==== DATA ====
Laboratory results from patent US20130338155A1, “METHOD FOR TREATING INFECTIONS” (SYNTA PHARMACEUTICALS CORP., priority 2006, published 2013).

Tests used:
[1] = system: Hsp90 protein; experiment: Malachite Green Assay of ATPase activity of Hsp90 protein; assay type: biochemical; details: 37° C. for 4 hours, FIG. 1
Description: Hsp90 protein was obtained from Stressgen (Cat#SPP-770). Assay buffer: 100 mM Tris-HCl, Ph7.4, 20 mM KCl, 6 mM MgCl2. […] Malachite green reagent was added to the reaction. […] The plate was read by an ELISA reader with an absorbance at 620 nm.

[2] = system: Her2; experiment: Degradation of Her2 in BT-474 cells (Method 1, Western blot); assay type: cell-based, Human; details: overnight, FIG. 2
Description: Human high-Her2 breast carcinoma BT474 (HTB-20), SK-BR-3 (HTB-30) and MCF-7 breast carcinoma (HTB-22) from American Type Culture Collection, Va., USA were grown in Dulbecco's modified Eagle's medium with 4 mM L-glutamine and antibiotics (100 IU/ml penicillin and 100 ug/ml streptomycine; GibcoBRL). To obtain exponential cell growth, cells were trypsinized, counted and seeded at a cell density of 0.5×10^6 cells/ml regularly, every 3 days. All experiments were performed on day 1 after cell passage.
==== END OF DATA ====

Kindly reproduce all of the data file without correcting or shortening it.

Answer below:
Laboratory results from patent US20130338155A1, “METHOD FOR TREATING INFECTIONS” (SYNTA PHARMACEUTICALS CORP., priority 2006, published 2013).

Tests used:
[1] = system: Hsp90 protein; experiment: Malachite Green Assay of ATPase activity of Hsp90 protein; assay type: biochemical; details: 37° C. for 4 hours, FIG. 1
Description: Hsp90 protein was obtained from Stressgen (Cat#SPP-770). Assay buffer: 100 mM Tris-HCl, Ph7.4, 20 mM KCl, 6 mM MgCl2. […] Malachite green reagent was added to the reaction. […] The plate was read by an ELISA reader with an absorbance at 620 nm.

[2] = system: Her2; experiment: Degradation of Her2 in BT-474 cells (Method 1, Western blot); assay type: cell-based, Human; details: overnight, FIG. 2
Description: Human high-Her2 breast carcinoma BT474 (HTB-20), SK-BR-3 (HTB-30) and MCF-7 breast carcinoma (HTB-22) from American Type Culture Collection, Va., USA were grown in Dulbecco's modified Eagle's medium with 4 mM L-glutamine and antibiotics (100 IU/ml penicillin and 100 ug/ml streptomycine; GibcoBRL). To obtain exponential cell growth, cells were trypsinized, counted and seeded at a cell density of 0.5×10^6 cells/ml regularly, every 3 days. All experiments were performed on day 1 after cell passage.